In her most emotionally wrenching, lyrically written book since the National Book Award finalist Speak, best-selling author Laurie Halse Anderson explores one girl's chilling descent into the all-consuming vortex of anorexia. (Taken from inside flap)
Wintergirls was disturbing. It was scary and it was sad. But it was also powerful. I could not put it down. I was exhausted after our championship meet, but I couldn't sleep until I finished the last fifteen pages. Somehow, without me realizing it, I was sucked into this book. At first, I was wary of reading Wintergirls because I wasn't sure if I would be able to relate to Lia since I don't have an eating disorder. But I was glad I read it because I got an inside look into Lia's mind and began to understand the illness a little better. I liked how the whole book was full of Lia's thoughts and there were even things crossed out and re-written as Lia internally edited her feelings.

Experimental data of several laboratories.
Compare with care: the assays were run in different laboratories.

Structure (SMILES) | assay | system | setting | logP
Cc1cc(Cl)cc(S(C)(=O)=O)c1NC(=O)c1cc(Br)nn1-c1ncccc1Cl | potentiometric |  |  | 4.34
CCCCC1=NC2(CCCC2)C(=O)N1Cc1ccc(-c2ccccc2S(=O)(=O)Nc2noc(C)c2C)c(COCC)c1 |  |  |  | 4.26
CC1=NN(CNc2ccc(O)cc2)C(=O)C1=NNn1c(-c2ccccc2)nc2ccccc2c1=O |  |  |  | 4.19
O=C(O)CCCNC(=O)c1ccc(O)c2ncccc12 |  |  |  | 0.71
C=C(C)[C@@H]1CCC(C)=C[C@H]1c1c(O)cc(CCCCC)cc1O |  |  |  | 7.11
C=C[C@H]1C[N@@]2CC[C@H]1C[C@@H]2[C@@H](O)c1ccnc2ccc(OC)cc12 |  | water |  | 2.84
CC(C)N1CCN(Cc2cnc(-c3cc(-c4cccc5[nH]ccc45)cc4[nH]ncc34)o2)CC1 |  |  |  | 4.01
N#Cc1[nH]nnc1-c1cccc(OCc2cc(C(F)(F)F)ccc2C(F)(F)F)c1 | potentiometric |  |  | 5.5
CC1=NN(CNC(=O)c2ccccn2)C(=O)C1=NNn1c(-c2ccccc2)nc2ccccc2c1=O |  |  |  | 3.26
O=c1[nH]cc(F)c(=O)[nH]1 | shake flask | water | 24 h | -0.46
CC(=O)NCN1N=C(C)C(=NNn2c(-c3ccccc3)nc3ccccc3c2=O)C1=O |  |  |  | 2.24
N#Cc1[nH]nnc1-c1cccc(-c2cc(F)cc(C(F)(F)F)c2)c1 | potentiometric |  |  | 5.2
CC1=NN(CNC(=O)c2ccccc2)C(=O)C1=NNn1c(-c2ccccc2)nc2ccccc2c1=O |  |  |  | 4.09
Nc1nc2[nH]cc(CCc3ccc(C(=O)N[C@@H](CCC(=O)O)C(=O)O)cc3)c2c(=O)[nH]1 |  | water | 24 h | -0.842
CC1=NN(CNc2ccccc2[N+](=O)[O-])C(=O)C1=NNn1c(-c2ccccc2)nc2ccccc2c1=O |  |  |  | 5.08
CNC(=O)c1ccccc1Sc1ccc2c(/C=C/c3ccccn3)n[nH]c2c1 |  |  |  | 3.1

The book was definitely disturbing, as we see Lia drop in weight and go whole days only eating a cracker. And even though this book and Lia's actions were difficult to read about, I truly felt sad for Lia and that her compulsion to control one part of her life translated into an eating disorder. But as I was reading Wintergirls, I felt like I was reading something important. I hope that this book will bring awareness to eating disorders and maybe inspire people suffering from anorexia and bulimia to reach out for help.
8 out of 10.